The Board considered this disclosure and was “not persuaded that portions of these specifications are suffi-cient to fulfill the requirements of 35 U.S.C. § 112, first paragraph.” J.A. 38. Substantial evidence supports the Board's conclusion. Even if the method is read to disclose both IR and CR beads, the disclosure does not suggest that the IR and CR beads would both be combined in a single dosage form.

Purdue finally urges that the claimed formulations are supported by U.S. Patent No. 5,472,712, (“the '712 Patent”), which was incorporated by reference into the Purdue applications. The Board was “not persuaded that the '712 [P]atent sufficiently describes the specific dosage forms Purdue claims. The descriptions do not recite the actual elements of Purdue's claims, most notably inert beads coated with hydrocodone. Instead, the examples of ․ [the] '712 [P]atent describe formulations of [a] different drug [ ]: ․ hydromorphone ․” J.A. 39 (emphasis added). Recro's expert, Dr. Palmieri, stated at deposition that “the examples ․ in the ['712 Patent] are to a different active pharmaceutical ingredient than the applications.” J.A. 1329.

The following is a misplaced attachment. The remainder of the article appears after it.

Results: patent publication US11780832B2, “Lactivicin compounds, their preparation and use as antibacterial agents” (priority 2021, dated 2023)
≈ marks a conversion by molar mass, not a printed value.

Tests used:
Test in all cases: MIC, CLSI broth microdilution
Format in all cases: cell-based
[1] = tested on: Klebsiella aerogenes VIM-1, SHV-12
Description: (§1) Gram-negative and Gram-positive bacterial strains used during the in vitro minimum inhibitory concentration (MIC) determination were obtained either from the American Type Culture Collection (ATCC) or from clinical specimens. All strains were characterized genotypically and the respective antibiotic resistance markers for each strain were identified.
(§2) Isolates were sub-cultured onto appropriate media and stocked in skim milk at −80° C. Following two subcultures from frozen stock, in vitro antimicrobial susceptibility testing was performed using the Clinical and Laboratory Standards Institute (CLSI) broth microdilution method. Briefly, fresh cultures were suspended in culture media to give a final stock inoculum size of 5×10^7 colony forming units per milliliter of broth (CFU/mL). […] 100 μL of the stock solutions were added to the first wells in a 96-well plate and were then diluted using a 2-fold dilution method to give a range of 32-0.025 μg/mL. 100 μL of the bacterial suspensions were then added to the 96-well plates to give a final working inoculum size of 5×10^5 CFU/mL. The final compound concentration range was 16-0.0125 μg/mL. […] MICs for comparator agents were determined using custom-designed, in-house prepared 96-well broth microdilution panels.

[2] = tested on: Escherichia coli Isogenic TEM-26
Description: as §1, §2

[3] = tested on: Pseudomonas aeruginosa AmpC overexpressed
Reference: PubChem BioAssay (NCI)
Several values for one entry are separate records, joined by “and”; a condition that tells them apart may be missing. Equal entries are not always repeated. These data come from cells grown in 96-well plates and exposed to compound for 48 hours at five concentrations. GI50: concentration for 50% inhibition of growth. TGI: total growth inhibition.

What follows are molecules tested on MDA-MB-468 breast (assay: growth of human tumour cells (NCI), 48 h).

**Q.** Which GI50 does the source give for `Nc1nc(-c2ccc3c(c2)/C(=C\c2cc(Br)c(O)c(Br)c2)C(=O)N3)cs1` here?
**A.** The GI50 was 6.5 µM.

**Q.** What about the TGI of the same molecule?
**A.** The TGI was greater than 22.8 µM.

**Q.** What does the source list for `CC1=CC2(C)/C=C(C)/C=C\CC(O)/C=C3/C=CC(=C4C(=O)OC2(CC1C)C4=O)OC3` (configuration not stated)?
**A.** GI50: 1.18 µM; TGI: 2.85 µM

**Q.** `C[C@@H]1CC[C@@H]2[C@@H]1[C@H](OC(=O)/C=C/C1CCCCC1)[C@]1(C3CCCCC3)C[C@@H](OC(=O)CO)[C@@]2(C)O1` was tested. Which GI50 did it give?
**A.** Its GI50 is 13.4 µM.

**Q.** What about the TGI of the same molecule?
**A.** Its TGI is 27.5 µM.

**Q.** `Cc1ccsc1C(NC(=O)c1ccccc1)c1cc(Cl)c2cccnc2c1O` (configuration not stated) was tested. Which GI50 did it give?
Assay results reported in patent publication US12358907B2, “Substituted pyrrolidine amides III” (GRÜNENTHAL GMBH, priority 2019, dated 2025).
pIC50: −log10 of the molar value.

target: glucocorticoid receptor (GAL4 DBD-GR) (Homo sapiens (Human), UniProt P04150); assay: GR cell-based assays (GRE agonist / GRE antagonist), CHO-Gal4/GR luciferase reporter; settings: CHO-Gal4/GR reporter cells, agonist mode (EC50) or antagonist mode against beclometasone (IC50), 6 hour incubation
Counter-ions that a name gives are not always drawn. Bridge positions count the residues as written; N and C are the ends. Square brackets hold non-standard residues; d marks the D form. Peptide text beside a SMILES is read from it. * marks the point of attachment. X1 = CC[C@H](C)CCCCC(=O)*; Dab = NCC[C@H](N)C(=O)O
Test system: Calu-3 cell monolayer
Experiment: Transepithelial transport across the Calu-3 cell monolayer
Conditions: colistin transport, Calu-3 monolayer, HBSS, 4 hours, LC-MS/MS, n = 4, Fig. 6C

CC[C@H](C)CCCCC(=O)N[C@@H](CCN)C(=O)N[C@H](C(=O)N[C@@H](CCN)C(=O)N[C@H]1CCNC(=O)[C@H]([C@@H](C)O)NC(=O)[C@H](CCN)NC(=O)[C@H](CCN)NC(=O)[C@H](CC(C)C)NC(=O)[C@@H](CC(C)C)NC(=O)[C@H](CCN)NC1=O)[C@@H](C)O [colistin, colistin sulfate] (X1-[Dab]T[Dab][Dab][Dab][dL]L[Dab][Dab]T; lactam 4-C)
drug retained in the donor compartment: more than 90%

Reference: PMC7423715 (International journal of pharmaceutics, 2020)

To the extent that Purdue contends that a person of skill in the art would isolate and combine aspects from various embodiments in the specifications (including patents incorporated by reference involving a different drug) to obtain the claimed invention, Purdue relies upon the wrong test. “[A] description that merely renders the invention obvious does not satisfy the [written description] requirement.” Ariad, 598 F.3d at 1352; see also Novozymes A/S v. DuPont Nutrition Biosciences APS, 723 F.3d 1336, 1349 (Fed. Cir. 2013) (explaining that the written description analysis requires “[t]aking each claim ․ as an integrated whole rather than as a collection of independent limitations”). Substantial evidence supports the Board's findings in this regard.

We have considered Purdue's remaining arguments and conclude that they are without merit.


We affirm the Board's determination that claims 1, 6, 9, 10, 12–15, 23–26, 32, 39, 41–46, and 53–55 of the '968 Application and claims 63–67 and 70–71 of the '263 Application are unpatentable for lack of written description support under 35 U.S.C. § 112.



Costs to appellee.


1.   The specifications of the '968 and '263 Applications are identical. For convenience, we cite only to the specification of the '968 Application.

DYK, Circuit Judge.